In 1876 John Svacina built a dance hall, which was destroyed by fire. Later it was rebuilt and called Metz Hall, now Catholic Sokol Home located at 1245 So. Thirteenth Street. About the time he built the hall, his brother, Martin, established a grocery across the street and then engaged in dry-goods business, which later was conducted by his daughter, Mary, now Mrs. Joseph Barta, after Svacina left for the west. In 1925 he returned to Omaha, where he is still living.
In the late seventies Vaclav Hnizdil moved in from Blair and bought the Davenport House, on Farnam near Ninth. Later he bought the corner on Thirteenth and Harney, where he conducted a boarding house and saloon. Afterward he took up his trade of baker. Died a few years ago.
About that time John W. Honza, a Civil War veteran, came from Iowa City, Iowa, and established a boarding house.
The first baker was Frank Kubovec, who built an oven under the front part of the old Svacina Hall, afterward building a regular bakery at about 1264 South Thirteenth street. Later he moved to Cleveland, Ohio.
The first Bohemian meat shop was that of Anton Pokorny, corner of Thirteenth and Jones streets. Pokorny now lives in Oklahoma.
Joseph Palik established the first hotel at 1109-1111 South Thirteenth street.
The Czech settlement in Omaha of those days for a long time was situated in the vicinity bounded by Tenth Street on the east, Sixteenth on the west, Pierce on the north and Center on the South, and was known as "Praha" (Prague) in Czech and "Bohemian Town" in English. During the boom of the eighties Omaha prospered and many new people came. Czechs have always been industrious and frugal, for those in this country were, with small exceptions, poor immigrants, with nothing but their bare hands for first capital. Some settled along the river bottoms, or "squatted" there. As their numbers grew, they settled in Sheeley, where they were later replaced by Polish people. The district known as Brno (named for the capital city of Moravia), lying between Tenth and Thirteenth street south of Riverview Park, is almost entirely settled by Czechs. As the city grew and prospered, they prospered also, so that at this date many occupy fine homes and are found in all walks of business and professional life. They no longer live exclusively in certain localities, but all over the city, many having beautiful residences.
In the early days quite a number worked in the smelter. They have been supplanted by other nationalities, but there is still a goodly number of them working in the packing plants of South Omaha and a large settlement lives there, with its proportionate number of business and professional men. Frank Pivonka was the first Czech to settle there. He was born January 19, 1840, and built the Pivonka Block.
Fred Mejstrik (Maystrick) who lived in Omaha since he was a boy of ten, gave the following account of his pioneer days:
"My parents took a claim near North Bend in 1868, but never proved on it and lost it. Early in May, 1870, they bought twenty-four acres south of Gibson (Omaha), at which time there was no railroad there. In the spring of 1872 they went to Cleveland, Ohio, crossing the Missouri river over the new railroad bridge. When we arrived in Omaha, we came over by ferry.
During our first winter in Gibson the Indians killed sixty deer between that place and Bellevue. My oldest brother Joseph and my father killed a deer with a set of oars. They were in a boat, fishing on the Missouri, when they beheld a deer swimming over from the Iowa side. Not having weapons, they beat him to death with their oars. The Indians used to stop at our home almost every day during the winter, to get warm. They were half naked and I, as a boy, used to marvel how they could stand the cold as well as they did. They camped near a lake called Hard Wood Lake, two miles south of Gibson.
Once when my brother Anton and I came home after selling fish, five Indians followed us. One was about eighteen years old and could speak fairly good English. We entered into conversation. About two weeks before that the train had killed our neighbor's cow and they buried it next to the railroad tracks. Anton told the Indian about it and he asked to be shown the place. After uncovering the animal, we asked the Indian what he thought of it, and he said he thought the hind quarters were all right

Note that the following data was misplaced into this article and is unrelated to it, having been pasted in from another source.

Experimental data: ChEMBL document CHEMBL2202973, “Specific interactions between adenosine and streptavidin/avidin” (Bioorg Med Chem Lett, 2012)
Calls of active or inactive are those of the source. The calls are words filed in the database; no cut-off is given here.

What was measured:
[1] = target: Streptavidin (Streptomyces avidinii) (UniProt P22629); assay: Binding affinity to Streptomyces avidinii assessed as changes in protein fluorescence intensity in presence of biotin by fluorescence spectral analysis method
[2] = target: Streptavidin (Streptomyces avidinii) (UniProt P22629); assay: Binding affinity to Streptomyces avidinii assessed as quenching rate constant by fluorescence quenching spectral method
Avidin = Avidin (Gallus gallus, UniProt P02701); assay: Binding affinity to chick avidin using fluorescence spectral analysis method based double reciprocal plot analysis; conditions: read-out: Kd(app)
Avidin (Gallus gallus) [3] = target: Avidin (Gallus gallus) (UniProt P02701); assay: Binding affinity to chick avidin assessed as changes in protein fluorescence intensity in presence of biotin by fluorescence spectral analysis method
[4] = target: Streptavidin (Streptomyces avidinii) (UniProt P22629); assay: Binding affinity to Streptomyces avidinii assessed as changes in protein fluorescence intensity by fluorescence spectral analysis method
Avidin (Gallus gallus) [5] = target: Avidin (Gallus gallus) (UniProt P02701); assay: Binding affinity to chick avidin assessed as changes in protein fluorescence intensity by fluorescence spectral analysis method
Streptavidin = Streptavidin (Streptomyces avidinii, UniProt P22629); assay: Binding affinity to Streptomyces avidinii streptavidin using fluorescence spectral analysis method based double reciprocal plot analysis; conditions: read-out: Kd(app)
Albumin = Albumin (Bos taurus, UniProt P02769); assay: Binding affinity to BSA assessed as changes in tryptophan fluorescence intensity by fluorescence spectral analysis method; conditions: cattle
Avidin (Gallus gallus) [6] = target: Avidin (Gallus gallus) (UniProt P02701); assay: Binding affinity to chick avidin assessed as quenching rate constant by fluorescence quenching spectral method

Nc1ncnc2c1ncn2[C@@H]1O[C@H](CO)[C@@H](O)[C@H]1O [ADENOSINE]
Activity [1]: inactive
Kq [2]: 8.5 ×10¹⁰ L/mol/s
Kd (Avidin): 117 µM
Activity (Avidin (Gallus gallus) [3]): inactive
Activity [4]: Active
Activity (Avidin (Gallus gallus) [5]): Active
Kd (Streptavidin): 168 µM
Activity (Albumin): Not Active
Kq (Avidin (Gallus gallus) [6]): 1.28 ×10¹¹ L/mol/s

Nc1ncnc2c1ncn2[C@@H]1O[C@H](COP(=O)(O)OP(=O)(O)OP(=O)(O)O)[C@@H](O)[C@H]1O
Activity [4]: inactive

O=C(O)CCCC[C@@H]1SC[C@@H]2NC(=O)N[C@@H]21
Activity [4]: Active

These Indians used to come down the Missouri River in the fall in boats made by hollowing out tree trunks. It was surprising to note how well they could handle them without capsizing. Indian families came with horses having poles tied to their sides, and leather tied crosswise, thus forming sacks for papooses and luggage. In those days they had no wagons. They dressed in true Indian fashion, buckskin, fringed leggings, beads and moccasins, and as I said before, the way they withstood the cold was astonishing. I have seen them walk on ice which was covered with four inches of water, wading in it to spear muskrats through their houses.
My people used to put up cord wood pulled from the Missouri River and sold it to steamboats. In the spring of the year the sandbars were covered with ducks and geese, which came by the thousands. Wild turkeys also were plentiful in those days.
In 1870 the main business section of Omaha extended from the depot on Ninth Street to Farnam, then along Farnam to Fourteenth Street. I walked to school from Gibson to where St. Joseph's Hospital stands. The following spring one of the pupils, Charles Snell, married our teacher. At that time there was no South Tenth Street, merely a wagon road, and the only house in the district was owned by C. F. Goodman, the wholesale druggist, located at Ninth and Francis streets. It was from his home that the school children obtained drinking water.
We left for Cleveland, Ohio, in 1872, but in 1876 my brothers, Frank and Anton, returned. My father died April 6, 1879, in Cleveland, and I came to Omaha in August of that year. The following winter I chopped wood for Fred Drexel, at 75 cents per cord. That was on about O and Q streets, between Thirteenth and Twentieth, in South Omaha, then of course all hills and valleys. We averaged about a cord a day, and in the spring I came out ahead with $5.35. From that time until 1883 I divided my time between Omaha and Cleveland. In 1883 I stayed at the Emmet House (on Eleventh between Farnam and Harney streets), where I fell in love with Mary Vcela. We were married May 7, 1883, and have lived happily ever since, raising a family of three boys and three girls, all of whom reside in Omaha. My eldest daughter, Emily, became the wife of John G. Rosicky." (Mr. Mejstrik died January 11, 1928, aged 66 years.)
At time of writing this history, Joseph Tucek and Frank Vodicka were the oldest living Czech pioneers of Omaha.